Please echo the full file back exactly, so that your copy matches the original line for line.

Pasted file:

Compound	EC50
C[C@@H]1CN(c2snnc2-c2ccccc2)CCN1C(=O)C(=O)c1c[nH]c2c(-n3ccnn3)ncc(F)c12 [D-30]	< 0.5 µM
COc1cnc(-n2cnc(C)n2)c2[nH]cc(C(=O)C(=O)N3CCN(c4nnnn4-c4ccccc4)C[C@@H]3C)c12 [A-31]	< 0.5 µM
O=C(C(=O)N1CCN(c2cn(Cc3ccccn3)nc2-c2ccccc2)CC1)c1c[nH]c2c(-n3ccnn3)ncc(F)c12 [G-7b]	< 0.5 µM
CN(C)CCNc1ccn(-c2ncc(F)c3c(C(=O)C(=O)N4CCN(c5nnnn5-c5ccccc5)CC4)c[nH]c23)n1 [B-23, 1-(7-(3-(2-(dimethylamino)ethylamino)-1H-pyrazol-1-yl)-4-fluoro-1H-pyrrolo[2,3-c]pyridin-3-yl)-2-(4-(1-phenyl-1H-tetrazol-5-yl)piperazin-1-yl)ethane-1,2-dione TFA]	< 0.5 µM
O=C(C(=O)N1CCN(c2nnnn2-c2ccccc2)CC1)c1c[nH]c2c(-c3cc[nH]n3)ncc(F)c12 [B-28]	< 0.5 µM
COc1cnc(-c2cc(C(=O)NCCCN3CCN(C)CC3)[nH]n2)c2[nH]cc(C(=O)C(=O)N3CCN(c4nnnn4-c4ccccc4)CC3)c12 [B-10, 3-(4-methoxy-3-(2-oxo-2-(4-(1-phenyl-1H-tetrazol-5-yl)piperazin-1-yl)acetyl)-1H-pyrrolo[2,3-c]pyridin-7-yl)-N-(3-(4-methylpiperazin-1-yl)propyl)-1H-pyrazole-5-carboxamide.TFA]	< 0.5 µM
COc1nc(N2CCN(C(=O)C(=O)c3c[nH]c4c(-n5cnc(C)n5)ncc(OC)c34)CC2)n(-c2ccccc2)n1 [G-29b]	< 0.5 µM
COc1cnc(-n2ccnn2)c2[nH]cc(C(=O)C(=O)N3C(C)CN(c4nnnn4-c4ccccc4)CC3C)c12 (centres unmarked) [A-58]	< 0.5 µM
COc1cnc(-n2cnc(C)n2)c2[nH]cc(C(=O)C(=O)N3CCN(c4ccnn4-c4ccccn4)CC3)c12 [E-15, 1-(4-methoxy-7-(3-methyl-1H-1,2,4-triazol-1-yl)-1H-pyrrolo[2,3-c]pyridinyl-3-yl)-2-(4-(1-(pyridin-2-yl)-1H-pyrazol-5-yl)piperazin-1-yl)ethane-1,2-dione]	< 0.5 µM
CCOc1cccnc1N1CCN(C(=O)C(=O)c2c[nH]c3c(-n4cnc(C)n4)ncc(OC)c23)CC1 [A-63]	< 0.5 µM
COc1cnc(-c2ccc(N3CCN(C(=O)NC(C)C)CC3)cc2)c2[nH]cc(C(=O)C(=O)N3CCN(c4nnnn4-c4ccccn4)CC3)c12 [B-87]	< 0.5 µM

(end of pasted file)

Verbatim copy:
Compound	EC50
C[C@@H]1CN(c2snnc2-c2ccccc2)CCN1C(=O)C(=O)c1c[nH]c2c(-n3ccnn3)ncc(F)c12 [D-30]	< 0.5 µM
COc1cnc(-n2cnc(C)n2)c2[nH]cc(C(=O)C(=O)N3CCN(c4nnnn4-c4ccccc4)C[C@@H]3C)c12 [A-31]	< 0.5 µM
O=C(C(=O)N1CCN(c2cn(Cc3ccccn3)nc2-c2ccccc2)CC1)c1c[nH]c2c(-n3ccnn3)ncc(F)c12 [G-7b]	< 0.5 µM
CN(C)CCNc1ccn(-c2ncc(F)c3c(C(=O)C(=O)N4CCN(c5nnnn5-c5ccccc5)CC4)c[nH]c23)n1 [B-23, 1-(7-(3-(2-(dimethylamino)ethylamino)-1H-pyrazol-1-yl)-4-fluoro-1H-pyrrolo[2,3-c]pyridin-3-yl)-2-(4-(1-phenyl-1H-tetrazol-5-yl)piperazin-1-yl)ethane-1,2-dione TFA]	< 0.5 µM
O=C(C(=O)N1CCN(c2nnnn2-c2ccccc2)CC1)c1c[nH]c2c(-c3cc[nH]n3)ncc(F)c12 [B-28]	< 0.5 µM
COc1cnc(-c2cc(C(=O)NCCCN3CCN(C)CC3)[nH]n2)c2[nH]cc(C(=O)C(=O)N3CCN(c4nnnn4-c4ccccc4)CC3)c12 [B-10, 3-(4-methoxy-3-(2-oxo-2-(4-(1-phenyl-1H-tetrazol-5-yl)piperazin-1-yl)acetyl)-1H-pyrrolo[2,3-c]pyridin-7-yl)-N-(3-(4-methylpiperazin-1-yl)propyl)-1H-pyrazole-5-carboxamide.TFA]	< 0.5 µM
COc1nc(N2CCN(C(=O)C(=O)c3c[nH]c4c(-n5cnc(C)n5)ncc(OC)c34)CC2)n(-c2ccccc2)n1 [G-29b]	< 0.5 µM
COc1cnc(-n2ccnn2)c2[nH]cc(C(=O)C(=O)N3C(C)CN(c4nnnn4-c4ccccc4)CC3C)c12 (centres unmarked) [A-58]	< 0.5 µM
COc1cnc(-n2cnc(C)n2)c2[nH]cc(C(=O)C(=O)N3CCN(c4ccnn4-c4ccccn4)CC3)c12 [E-15, 1-(4-methoxy-7-(3-methyl-1H-1,2,4-triazol-1-yl)-1H-pyrrolo[2,3-c]pyridinyl-3-yl)-2-(4-(1-(pyridin-2-yl)-1H-pyrazol-5-yl)piperazin-1-yl)ethane-1,2-dione]	< 0.5 µM
CCOc1cccnc1N1CCN(C(=O)C(=O)c2c[nH]c3c(-n4cnc(C)n4)ncc(OC)c23)CC1 [A-63]	< 0.5 µM
COc1cnc(-c2ccc(N3CCN(C(=O)NC(C)C)CC3)cc2)c2[nH]cc(C(=O)C(=O)N3CCN(c4nnnn4-c4ccccn4)CC3)c12 [B-87]	< 0.5 µM